neighbor approximation can greatly help reduce the number of atoms. The tight-binding

approximation will only be accurate if the overlaps between wavefunctions on one atom

and the potential of nearby atoms is small enough (but not entirely zero) that only nearly

degenerate levels are mixed together. It works well for valence electrons, i.e., those electrons

contribute to binding the atoms together. The computed coupling strength will often need

to be changed slightly, so that the calculated results can be close to what measured. Such

fitting procedure generates empirical coupling constants.

4. The ONE-BAND tight-binding calculation as an example

If we consider only one s state, e.g., then,

< k | H | k >=

X

j

eikj s (r)Hs (r j ) .

(13)

neighbors are indeed equally distant and the s-like symmetry makes things simple), we have:

< k | H | k >=

eikj = k .

(14)

The overlap energy depends on the interatomic spacing , and can be pretty accurately

calculated, and the energy is the original ground state energy of this s state in the atom.

The number of nearest neighbors depends on the lattice. Taking the Simple Cubic lattice

for an example, the nearest atoms would be at = (a, 0, 0); (0, a, 0); and(0, 0, a) .

And, the eiganenergy is: k = 2(coskx a + cosky a + coskz a) . The energy band is 12

wide, indicating that the stronger the coupling between neighboring atoms, the broader the

band is. This trend is exactly what we expect from perturbation theory.

Question: Based on the s-band model, calculate the dispersion relation for a b.c.c. lattice.

Use Taylor expansion to derive the dependence of energy on k up to the third order (k3 ).

Question: Calculate the dispersion relation for an f.c.c. lattice.

5. Tight-binding band structure using 8 and 10 bands

To better describe the band structure of the valence band for Si, Ge (of Diamond structure),

and GaAs (of Zincblende structure), the number of orbitals to be considered would be at least

8, since there are two atoms (two Si atoms, or two Ge atoms, or Ga and As, respectively) per

lattice point. And, the nature of the bonding electron is really in a hybrid sp3 orbital. Using

the terminology in atomic orbitals, there are the s, px , py , and pz orbitals at the cation site

and s, px , py , and pz orbitals at the anion site.) Here, the convention is to use the term

cation and anion to distinguish tme two atoms in the basis of both the diamond structure

and the Zincblende structure. The value of the matrix elements (n by n, or, 8 by 8) can be

carefully calculated by, e.g., tracing what the coupling strength between the s orbital and

4

the px orbital is. In theory, there are 64 such elements to calculate, but, due to symmetry

properties, many are complex conjugates and some are zero.

When all the matrix elements are obtained, we diagonalize it, and obtain the eiganstates

and eiganenergies. (First order perturbation theory for degenerate states.) The eiganenergies would be the energies of the electronics states for this particular k. The number of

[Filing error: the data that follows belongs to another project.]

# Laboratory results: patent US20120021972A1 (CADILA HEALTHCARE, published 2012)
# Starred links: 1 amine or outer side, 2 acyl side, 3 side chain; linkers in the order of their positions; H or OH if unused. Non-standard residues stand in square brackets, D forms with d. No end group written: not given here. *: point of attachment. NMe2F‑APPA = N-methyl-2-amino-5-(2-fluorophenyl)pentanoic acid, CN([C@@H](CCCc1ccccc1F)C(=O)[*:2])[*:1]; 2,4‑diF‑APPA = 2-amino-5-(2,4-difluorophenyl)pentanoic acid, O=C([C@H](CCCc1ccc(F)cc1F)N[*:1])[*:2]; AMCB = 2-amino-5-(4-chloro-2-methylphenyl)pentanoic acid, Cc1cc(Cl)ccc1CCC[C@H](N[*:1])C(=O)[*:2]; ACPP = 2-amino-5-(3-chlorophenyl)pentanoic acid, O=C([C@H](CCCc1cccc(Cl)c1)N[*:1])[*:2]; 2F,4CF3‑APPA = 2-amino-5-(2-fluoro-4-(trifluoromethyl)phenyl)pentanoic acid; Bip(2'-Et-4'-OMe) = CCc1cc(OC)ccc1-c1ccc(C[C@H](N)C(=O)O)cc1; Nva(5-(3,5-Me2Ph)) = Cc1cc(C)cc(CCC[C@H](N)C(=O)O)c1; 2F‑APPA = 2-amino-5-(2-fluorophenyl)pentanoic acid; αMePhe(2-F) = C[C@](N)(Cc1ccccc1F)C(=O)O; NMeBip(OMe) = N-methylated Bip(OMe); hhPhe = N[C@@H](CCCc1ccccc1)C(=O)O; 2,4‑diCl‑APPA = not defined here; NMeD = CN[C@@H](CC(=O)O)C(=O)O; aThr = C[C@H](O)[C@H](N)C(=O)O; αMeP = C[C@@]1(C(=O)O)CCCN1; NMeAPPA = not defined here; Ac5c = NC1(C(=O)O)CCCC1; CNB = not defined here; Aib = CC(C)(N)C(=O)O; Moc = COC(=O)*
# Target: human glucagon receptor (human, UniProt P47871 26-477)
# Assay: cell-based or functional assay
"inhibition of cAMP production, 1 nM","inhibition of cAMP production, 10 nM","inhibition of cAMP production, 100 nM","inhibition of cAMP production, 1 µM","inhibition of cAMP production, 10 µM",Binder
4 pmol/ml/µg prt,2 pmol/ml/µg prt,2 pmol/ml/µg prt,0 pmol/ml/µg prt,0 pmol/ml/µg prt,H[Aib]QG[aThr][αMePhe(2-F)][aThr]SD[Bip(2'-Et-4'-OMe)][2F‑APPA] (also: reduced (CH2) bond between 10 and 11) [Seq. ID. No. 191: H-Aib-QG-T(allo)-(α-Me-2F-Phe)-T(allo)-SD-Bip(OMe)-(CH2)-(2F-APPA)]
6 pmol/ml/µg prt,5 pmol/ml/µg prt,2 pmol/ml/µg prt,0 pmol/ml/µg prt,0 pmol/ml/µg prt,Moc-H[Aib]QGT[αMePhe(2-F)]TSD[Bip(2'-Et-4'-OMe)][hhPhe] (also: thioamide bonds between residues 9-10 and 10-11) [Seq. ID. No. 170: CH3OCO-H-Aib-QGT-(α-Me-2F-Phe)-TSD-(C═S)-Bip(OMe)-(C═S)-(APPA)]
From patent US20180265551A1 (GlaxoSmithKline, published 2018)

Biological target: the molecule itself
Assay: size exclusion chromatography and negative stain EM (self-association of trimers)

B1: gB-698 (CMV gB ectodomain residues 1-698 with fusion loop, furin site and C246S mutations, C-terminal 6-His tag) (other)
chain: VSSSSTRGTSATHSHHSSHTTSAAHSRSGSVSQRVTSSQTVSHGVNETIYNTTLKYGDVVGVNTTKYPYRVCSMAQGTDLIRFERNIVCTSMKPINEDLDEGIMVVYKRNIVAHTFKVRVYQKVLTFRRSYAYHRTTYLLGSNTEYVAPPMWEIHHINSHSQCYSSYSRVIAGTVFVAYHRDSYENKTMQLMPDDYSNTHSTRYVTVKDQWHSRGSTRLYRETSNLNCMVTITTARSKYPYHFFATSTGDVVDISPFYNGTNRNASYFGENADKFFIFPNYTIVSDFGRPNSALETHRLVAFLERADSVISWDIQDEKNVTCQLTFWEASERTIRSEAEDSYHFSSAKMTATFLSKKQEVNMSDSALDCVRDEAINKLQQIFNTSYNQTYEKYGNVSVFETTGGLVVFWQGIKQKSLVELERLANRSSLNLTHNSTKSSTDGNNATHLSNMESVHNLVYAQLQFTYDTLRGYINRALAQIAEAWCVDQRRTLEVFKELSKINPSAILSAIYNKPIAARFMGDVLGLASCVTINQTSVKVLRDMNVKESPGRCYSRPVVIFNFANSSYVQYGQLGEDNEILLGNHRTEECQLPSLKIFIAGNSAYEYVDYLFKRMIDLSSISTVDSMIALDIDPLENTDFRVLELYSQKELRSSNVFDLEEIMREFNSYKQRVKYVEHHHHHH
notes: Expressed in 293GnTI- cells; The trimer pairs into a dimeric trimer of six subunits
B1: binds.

eiganenergies is exactly the same as the number of orbitals. Some are still degenerate as a

result of symmetry in the lattice.

By using the calculation scheme outlined above, the full 8-band structure in three-dimensional

k-space can be calculated. The final band structure (like the one shown in Fig. 14 in Kittel,

page 199) is a plot of the calculated eiganenergies versus k. The selection of the wavevector

k is within the Brillouin Zone, when the reduced zone scheme is used.

The basic idea of the tight-binding approximation is to deal with the valence electrons.

Therefore, the model does not accurately describe the dispersion relation for conduction

band electrons. For a more accurate description, we can add an two additional bands, called

excited states, one for the cation, and one for the anion. Such approach is called 10-band

approximation. Since we then have more fitting parameters, the results are often satisfactory

enough in explaining experimental results involving the conduction band.

- Lab 9 Optics Alt (1) PHETUploaded bynicwelch
- 8Uploaded byYhon Acer
- A Pedagogical Review of Topological InsulatorsUploaded byNathan Pearson
- 318L TemplateUploaded bykurt2011
- Light Physics Typed VersionUploaded bythephysicsidiot
- 4 Chloro 2,5 DimethoxyamphetamineUploaded byAndréRocha
- Profile Measurement-laser InterferomenterUploaded byapi-26462365
- oa chap 4Uploaded byiamnottom
- Gain Analysis of EDF Amplifier Based WDM System Using Different PumpingWavelengthUploaded byIOSRjournal
- Calculations of the EFG Tensor with QE SoftwareUploaded byAllen M
- dt_eUploaded bySai Prasath
- 10.26.16 NYS DEC REPORT REGION 4, WASHINGTON PLACEUploaded byKevin McCashion
- 2013 ThomsonReuters TopPeerReviewedJournals PhysicsUploaded byHoon
- rte 142 notebook 10 digital vs itUploaded byapi-331471568
- Chapter 3(Ans)Uploaded byAnthony Mark
- 2002Exam1Uploaded byDanka Pantic
- Mechanical Properties of Multi Layer MaterialsUploaded byengr_usman7353933
- new microsoft powerpointUploaded byapi-276775036
- Photoptics 2019 37 CrUploaded byBích Đỗ Danh
- spectramax m5 m5e multi-detection readerUploaded byapi-239932254
- Micro Para Experiment 1Uploaded byCharles
- nim_2003_1Uploaded byPrivremenko Jedan

- ML2 MohrCircleUploaded byAndy Froilan
- Integration TheoryUploaded bymarios pappas
- BhabhaUploaded bykrebilas
- CLT2Uploaded byYagnik Kalariya
- Phương trình đạo hàm riêngUploaded byThanh Thủy
- A K Raychaudhuri.pdfUploaded bysirshendu
- 012Uploaded byJaime Feliciano Hernández
- 579Uploaded bysantoshkud
- Homework 4Uploaded byAle Gomez
- motionmountain-volume5[1]Uploaded byRazvan Rosca
- B.Sc_Maths_II_YearUploaded byShambaditya Ghosh
- Test 2 SolutionsUploaded bynurlubek
- motion in 2dUploaded byapi-259436196
- Theory of ElasticityUploaded byFerhan Öztürk
- Emergent mechanics quantum and unquantumUploaded bytrevorscheopner
- Physics Topical Formula SetUploaded bykawaigod8935
- 40 - The Quantized Electromagnetic Field.pdfUploaded byUltrazord
- PPM Muller MartiUploaded byilyesingenieur
- Test2_2Uploaded byAditya Narayan Swain
- c1 Linear AlgebraUploaded byChua Zhenyu
- Robotics Basic IntroUploaded bysivaeeinfo
- 1_5.1 Analysis of Functions IUploaded byAlex Hua
- Optics and Quantum Electronics - Research Laboratory of Electronics.pdfUploaded by陳琮方
- Big Bang in the BeginningUploaded byamirmcom630
- assg#1.pdfUploaded bykd35
- The Rayleigh-Plateau instabilityUploaded bySam Roelants
- Railway CarUploaded byJennifer Watson
- Application of Eigenvectors and EigenvaluesUploaded byAnonymous zfmlsb2GjA
- Matched Reciprocal LosslessUploaded bychantinh_hd1090
- J.C. Jackson- Apocalypse SoonUploaded byRtpom